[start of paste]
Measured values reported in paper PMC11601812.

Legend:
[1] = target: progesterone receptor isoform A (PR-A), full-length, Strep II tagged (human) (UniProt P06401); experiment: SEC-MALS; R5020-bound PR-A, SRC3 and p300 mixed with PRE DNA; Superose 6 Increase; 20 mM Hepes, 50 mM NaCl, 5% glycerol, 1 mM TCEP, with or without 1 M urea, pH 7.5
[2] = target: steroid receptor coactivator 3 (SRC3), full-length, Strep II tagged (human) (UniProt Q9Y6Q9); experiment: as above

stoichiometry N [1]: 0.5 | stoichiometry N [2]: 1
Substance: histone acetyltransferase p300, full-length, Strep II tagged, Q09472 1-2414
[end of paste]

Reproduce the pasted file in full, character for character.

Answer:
Measured values reported in paper PMC11601812.

Legend:
[1] = target: progesterone receptor isoform A (PR-A), full-length, Strep II tagged (human) (UniProt P06401); experiment: SEC-MALS; R5020-bound PR-A, SRC3 and p300 mixed with PRE DNA; Superose 6 Increase; 20 mM Hepes, 50 mM NaCl, 5% glycerol, 1 mM TCEP, with or without 1 M urea, pH 7.5
[2] = target: steroid receptor coactivator 3 (SRC3), full-length, Strep II tagged (human) (UniProt Q9Y6Q9); experiment: as above

stoichiometry N [1]: 0.5 | stoichiometry N [2]: 1
Substance: histone acetyltransferase p300, full-length, Strep II tagged, Q09472 1-2414